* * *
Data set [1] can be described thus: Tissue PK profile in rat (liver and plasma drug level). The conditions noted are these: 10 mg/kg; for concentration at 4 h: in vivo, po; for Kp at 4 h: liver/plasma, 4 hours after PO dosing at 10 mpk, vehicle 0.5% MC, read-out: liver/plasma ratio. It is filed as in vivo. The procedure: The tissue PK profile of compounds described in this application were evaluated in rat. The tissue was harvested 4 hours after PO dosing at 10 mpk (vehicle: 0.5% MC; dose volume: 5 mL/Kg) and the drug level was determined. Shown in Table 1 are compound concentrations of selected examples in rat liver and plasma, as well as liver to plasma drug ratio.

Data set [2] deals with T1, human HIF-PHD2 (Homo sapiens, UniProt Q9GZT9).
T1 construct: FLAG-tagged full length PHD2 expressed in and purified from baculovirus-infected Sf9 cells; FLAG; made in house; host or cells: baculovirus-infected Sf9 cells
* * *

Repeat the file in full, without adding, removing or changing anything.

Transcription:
Data set [1] can be described thus: Tissue PK profile in rat (liver and plasma drug level). The conditions noted are these: 10 mg/kg; for concentration at 4 h: in vivo, po; for Kp at 4 h: liver/plasma, 4 hours after PO dosing at 10 mpk, vehicle 0.5% MC, read-out: liver/plasma ratio. It is filed as in vivo. The procedure: The tissue PK profile of compounds described in this application were evaluated in rat. The tissue was harvested 4 hours after PO dosing at 10 mpk (vehicle: 0.5% MC; dose volume: 5 mL/Kg) and the drug level was determined. Shown in Table 1 are compound concentrations of selected examples in rat liver and plasma, as well as liver to plasma drug ratio.

Data set [2] deals with T1, human HIF-PHD2 (Homo sapiens, UniProt Q9GZT9).
T1 construct: FLAG-tagged full length PHD2 expressed in and purified from baculovirus-infected Sf9 cells; FLAG; made in house; host or cells: baculovirus-infected Sf9 cells